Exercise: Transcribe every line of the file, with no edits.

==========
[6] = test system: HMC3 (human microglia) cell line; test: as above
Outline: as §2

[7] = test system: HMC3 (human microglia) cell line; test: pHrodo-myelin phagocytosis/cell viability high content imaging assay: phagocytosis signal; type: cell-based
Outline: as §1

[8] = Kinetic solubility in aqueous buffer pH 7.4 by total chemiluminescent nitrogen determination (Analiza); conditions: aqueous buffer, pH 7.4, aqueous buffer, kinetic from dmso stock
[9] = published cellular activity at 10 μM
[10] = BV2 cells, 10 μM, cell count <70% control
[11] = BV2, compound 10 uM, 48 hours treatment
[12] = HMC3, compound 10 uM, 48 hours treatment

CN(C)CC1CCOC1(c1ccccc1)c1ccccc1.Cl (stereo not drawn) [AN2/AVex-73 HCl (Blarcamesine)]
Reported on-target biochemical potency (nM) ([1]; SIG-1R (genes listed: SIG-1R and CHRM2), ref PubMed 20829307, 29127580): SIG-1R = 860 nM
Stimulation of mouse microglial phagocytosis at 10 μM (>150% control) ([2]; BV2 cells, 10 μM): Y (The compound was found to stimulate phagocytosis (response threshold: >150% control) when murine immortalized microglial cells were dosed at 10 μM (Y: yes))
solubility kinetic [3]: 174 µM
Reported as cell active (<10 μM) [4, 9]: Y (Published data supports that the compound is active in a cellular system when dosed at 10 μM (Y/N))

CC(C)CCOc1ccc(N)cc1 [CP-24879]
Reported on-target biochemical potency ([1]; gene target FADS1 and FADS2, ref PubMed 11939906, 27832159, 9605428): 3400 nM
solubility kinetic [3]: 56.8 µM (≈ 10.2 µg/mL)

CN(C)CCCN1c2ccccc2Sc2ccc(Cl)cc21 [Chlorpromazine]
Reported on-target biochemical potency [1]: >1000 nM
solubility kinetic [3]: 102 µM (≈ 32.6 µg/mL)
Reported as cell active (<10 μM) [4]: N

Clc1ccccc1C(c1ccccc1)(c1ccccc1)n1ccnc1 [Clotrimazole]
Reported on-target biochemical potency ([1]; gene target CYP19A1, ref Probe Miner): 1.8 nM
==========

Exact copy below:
[6] = test system: HMC3 (human microglia) cell line; test: as above
Outline: as §2

[7] = test system: HMC3 (human microglia) cell line; test: pHrodo-myelin phagocytosis/cell viability high content imaging assay: phagocytosis signal; type: cell-based
Outline: as §1

[8] = Kinetic solubility in aqueous buffer pH 7.4 by total chemiluminescent nitrogen determination (Analiza); conditions: aqueous buffer, pH 7.4, aqueous buffer, kinetic from dmso stock
[9] = published cellular activity at 10 μM
[10] = BV2 cells, 10 μM, cell count <70% control
[11] = BV2, compound 10 uM, 48 hours treatment
[12] = HMC3, compound 10 uM, 48 hours treatment

CN(C)CC1CCOC1(c1ccccc1)c1ccccc1.Cl (stereo not drawn) [AN2/AVex-73 HCl (Blarcamesine)]
Reported on-target biochemical potency (nM) ([1]; SIG-1R (genes listed: SIG-1R and CHRM2), ref PubMed 20829307, 29127580): SIG-1R = 860 nM
Stimulation of mouse microglial phagocytosis at 10 μM (>150% control) ([2]; BV2 cells, 10 μM): Y (The compound was found to stimulate phagocytosis (response threshold: >150% control) when murine immortalized microglial cells were dosed at 10 μM (Y: yes))
solubility kinetic [3]: 174 µM
Reported as cell active (<10 μM) [4, 9]: Y (Published data supports that the compound is active in a cellular system when dosed at 10 μM (Y/N))

CC(C)CCOc1ccc(N)cc1 [CP-24879]
Reported on-target biochemical potency ([1]; gene target FADS1 and FADS2, ref PubMed 11939906, 27832159, 9605428): 3400 nM
solubility kinetic [3]: 56.8 µM (≈ 10.2 µg/mL)

CN(C)CCCN1c2ccccc2Sc2ccc(Cl)cc21 [Chlorpromazine]
Reported on-target biochemical potency [1]: >1000 nM
solubility kinetic [3]: 102 µM (≈ 32.6 µg/mL)
Reported as cell active (<10 μM) [4]: N

Clc1ccccc1C(c1ccccc1)(c1ccccc1)n1ccnc1 [Clotrimazole]
Reported on-target biochemical potency ([1]; gene target CYP19A1, ref Probe Miner): 1.8 nM